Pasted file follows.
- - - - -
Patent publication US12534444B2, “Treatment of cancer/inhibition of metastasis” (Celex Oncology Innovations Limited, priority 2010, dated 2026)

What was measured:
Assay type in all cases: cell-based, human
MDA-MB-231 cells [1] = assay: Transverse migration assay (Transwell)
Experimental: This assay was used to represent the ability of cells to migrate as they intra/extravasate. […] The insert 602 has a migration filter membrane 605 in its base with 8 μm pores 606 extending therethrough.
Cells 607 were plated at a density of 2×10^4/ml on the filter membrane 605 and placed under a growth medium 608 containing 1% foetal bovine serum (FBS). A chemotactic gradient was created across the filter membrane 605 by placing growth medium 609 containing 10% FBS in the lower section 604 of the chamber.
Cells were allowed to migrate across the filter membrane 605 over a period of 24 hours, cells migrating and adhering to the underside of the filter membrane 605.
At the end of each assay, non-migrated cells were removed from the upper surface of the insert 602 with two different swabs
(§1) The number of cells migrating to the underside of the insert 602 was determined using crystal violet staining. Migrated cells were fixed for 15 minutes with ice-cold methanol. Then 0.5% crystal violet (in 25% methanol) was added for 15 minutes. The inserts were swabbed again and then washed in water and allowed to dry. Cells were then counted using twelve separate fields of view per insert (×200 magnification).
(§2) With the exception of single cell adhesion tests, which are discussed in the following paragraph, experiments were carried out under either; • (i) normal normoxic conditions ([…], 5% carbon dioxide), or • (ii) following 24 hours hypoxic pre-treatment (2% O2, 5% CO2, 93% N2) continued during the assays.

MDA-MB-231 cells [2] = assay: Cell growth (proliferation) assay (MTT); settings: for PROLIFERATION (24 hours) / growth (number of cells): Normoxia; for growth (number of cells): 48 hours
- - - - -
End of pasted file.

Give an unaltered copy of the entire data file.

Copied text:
Patent publication US12534444B2, “Treatment of cancer/inhibition of metastasis” (Celex Oncology Innovations Limited, priority 2010, dated 2026)

What was measured:
Assay type in all cases: cell-based, human
MDA-MB-231 cells [1] = assay: Transverse migration assay (Transwell)
Experimental: This assay was used to represent the ability of cells to migrate as they intra/extravasate. […] The insert 602 has a migration filter membrane 605 in its base with 8 μm pores 606 extending therethrough.
Cells 607 were plated at a density of 2×10^4/ml on the filter membrane 605 and placed under a growth medium 608 containing 1% foetal bovine serum (FBS). A chemotactic gradient was created across the filter membrane 605 by placing growth medium 609 containing 10% FBS in the lower section 604 of the chamber.
Cells were allowed to migrate across the filter membrane 605 over a period of 24 hours, cells migrating and adhering to the underside of the filter membrane 605.
At the end of each assay, non-migrated cells were removed from the upper surface of the insert 602 with two different swabs
(§1) The number of cells migrating to the underside of the insert 602 was determined using crystal violet staining. Migrated cells were fixed for 15 minutes with ice-cold methanol. Then 0.5% crystal violet (in 25% methanol) was added for 15 minutes. The inserts were swabbed again and then washed in water and allowed to dry. Cells were then counted using twelve separate fields of view per insert (×200 magnification).
(§2) With the exception of single cell adhesion tests, which are discussed in the following paragraph, experiments were carried out under either; • (i) normal normoxic conditions ([…], 5% carbon dioxide), or • (ii) following 24 hours hypoxic pre-treatment (2% O2, 5% CO2, 93% N2) continued during the assays.

MDA-MB-231 cells [2] = assay: Cell growth (proliferation) assay (MTT); settings: for PROLIFERATION (24 hours) / growth (number of cells): Normoxia; for growth (number of cells): 48 hours